Admission to President Donald Trump’s fundraiser to be held at Trump Hotel Wednesday night costs $100, 000, according to the Wall Street Journal.
Attendees will donate the $100,000 sum to Trump Victory, a joint fundraising committee for the Republican National Committee, and Donald Trump’s 2020 presidential campaign.
President Trump is personally hosting the roundtable event, after which he will deliver remarks behind closed doors. Those who would rather not donate $100,000 to Trump Victory can pay $70,000 per couple to attend a photo opportunity with Trump, or pay $35,000 to attend a dinner with the president.
As the Wall Street Journal noted, Trump’s decision to host the fundraiser at his Washington, D.C., hotel comes as no surprise, considering the fact that the president is known to host similar events at his own properties. This has attracted the attention, and scrutiny, of ethics officials.
In the 2018 election cycle, President Trump’s 2020 re-election campaign spent $1 million at Trump-owned properties. However, although Mr. Trump has retained ownership of his company, he has placed his assets into a trust managed by Eric and Donald Jr., his two adult sons.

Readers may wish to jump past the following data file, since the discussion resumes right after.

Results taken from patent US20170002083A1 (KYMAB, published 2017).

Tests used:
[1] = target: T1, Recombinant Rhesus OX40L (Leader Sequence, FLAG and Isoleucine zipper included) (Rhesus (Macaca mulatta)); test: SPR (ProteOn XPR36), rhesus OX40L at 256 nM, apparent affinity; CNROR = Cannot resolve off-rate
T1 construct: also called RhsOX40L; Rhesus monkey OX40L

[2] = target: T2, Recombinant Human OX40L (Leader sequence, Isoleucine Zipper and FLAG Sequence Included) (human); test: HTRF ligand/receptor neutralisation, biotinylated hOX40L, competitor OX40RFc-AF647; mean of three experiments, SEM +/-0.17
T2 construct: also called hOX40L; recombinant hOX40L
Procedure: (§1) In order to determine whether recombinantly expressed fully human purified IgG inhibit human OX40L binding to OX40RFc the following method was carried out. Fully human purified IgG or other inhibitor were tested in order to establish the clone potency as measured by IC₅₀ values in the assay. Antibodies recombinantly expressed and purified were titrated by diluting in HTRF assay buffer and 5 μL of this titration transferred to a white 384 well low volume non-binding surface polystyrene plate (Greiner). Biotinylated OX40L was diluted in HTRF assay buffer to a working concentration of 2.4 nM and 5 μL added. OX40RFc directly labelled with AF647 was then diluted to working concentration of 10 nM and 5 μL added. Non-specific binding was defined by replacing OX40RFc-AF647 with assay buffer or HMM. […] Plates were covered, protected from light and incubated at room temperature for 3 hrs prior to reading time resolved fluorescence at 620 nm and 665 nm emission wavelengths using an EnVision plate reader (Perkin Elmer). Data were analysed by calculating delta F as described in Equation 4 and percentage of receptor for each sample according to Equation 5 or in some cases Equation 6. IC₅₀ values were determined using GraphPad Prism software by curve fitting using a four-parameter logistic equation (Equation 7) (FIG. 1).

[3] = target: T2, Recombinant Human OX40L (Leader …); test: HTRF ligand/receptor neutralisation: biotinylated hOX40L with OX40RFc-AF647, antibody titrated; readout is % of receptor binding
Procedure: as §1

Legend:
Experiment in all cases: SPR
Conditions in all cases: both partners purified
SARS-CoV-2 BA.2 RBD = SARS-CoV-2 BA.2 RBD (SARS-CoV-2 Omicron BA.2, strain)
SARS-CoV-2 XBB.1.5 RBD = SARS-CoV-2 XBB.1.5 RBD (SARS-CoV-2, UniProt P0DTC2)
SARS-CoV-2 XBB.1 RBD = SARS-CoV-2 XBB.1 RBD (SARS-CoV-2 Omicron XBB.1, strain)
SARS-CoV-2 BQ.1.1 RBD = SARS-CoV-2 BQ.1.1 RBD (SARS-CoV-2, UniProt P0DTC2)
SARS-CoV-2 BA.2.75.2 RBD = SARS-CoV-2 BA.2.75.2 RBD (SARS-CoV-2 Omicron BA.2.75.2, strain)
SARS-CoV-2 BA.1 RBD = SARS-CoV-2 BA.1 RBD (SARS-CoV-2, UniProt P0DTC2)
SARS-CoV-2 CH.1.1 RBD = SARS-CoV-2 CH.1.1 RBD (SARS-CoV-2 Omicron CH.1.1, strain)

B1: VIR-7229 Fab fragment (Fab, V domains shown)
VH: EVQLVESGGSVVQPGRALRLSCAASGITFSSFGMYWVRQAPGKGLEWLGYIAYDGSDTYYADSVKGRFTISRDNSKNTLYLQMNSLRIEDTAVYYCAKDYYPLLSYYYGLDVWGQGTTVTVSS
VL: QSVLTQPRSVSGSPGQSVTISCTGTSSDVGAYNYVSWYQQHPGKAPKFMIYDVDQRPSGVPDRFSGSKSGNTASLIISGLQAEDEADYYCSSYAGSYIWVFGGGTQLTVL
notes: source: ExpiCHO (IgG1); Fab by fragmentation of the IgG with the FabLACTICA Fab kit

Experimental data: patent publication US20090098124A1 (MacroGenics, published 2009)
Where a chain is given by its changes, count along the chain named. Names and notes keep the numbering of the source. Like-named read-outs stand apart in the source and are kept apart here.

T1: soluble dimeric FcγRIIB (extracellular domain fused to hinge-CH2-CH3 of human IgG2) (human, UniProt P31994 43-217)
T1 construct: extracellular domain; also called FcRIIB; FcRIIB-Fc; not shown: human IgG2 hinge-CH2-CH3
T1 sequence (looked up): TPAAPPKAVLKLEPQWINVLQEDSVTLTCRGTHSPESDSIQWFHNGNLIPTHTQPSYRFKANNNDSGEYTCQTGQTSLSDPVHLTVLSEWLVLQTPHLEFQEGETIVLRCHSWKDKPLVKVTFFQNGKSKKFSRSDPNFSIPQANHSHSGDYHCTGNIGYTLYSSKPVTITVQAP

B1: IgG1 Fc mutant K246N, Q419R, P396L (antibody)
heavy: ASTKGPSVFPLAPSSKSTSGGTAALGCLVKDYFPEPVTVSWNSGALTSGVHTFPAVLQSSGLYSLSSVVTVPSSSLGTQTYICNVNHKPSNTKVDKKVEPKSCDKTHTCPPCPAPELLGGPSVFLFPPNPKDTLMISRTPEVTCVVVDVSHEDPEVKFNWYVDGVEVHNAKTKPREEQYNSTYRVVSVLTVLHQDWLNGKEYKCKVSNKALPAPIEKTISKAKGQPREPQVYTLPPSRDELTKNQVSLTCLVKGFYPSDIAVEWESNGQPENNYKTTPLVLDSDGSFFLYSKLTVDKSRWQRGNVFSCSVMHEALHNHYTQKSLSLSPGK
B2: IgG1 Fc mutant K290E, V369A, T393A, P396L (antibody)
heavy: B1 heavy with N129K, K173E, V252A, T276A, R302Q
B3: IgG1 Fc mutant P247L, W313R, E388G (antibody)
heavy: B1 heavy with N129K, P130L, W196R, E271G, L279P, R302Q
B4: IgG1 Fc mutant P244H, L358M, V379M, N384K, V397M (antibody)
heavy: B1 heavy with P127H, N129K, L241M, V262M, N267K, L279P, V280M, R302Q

In June this year, as the Business Insider reported, the acting director of the Office of Government Ethics David Pool warned that President Trump’s business deals “raise serious concern.”
Pool’s remarks were a response to Congress Democrats, who had requested an ethics investigation. Pool also said that Trump is exempt from the conflict-of-interest laws.
“Under the Constitution, the primary authority to oversee the President’s ethics rests with Congress and ultimately, with the American people,” he wrote.
Trump is attending a fundraiser at the Trump hotel in DC tonight that costs $100,000 *per person.* pic.twitter.com/nL6tT2W3eX
— Rebecca Ballhaus (@rebeccaballhaus) September 12, 2018
Gala fundraisers only the wealthiest can attend are commonplace in Washington, but much of Donald Trump’s rhetoric is — directly and indirectly — aimed at the American working class. From “Drain the Swamp,” over tariffs, to “jobs, jobs, jobs,” Donald Trump’s rhetoric portrays him as an outsider, an underdog, fighting against the elite, and for the average American worker.
The Washington Post recently observed that President Trump appears torn between desperately wanting to be part of the elite, being constantly rejected by the elite, and remaining faithful to his base.
“I’m smarter than they are, I have many much more beautiful homes than they do, I have a better apartment at the top of Fifth Avenue. Why the hell are they the elite, tell me? You are the elite,” the president said at an August rally, Vox reported.
As the New York Times noted, Donald Trump spent a little more than half of what Hillary Clinton did in 2016 and won. But if it is to judge by tonight’s gala fundraiser at the Trump hotel, the president may be gearing up for a spending spree.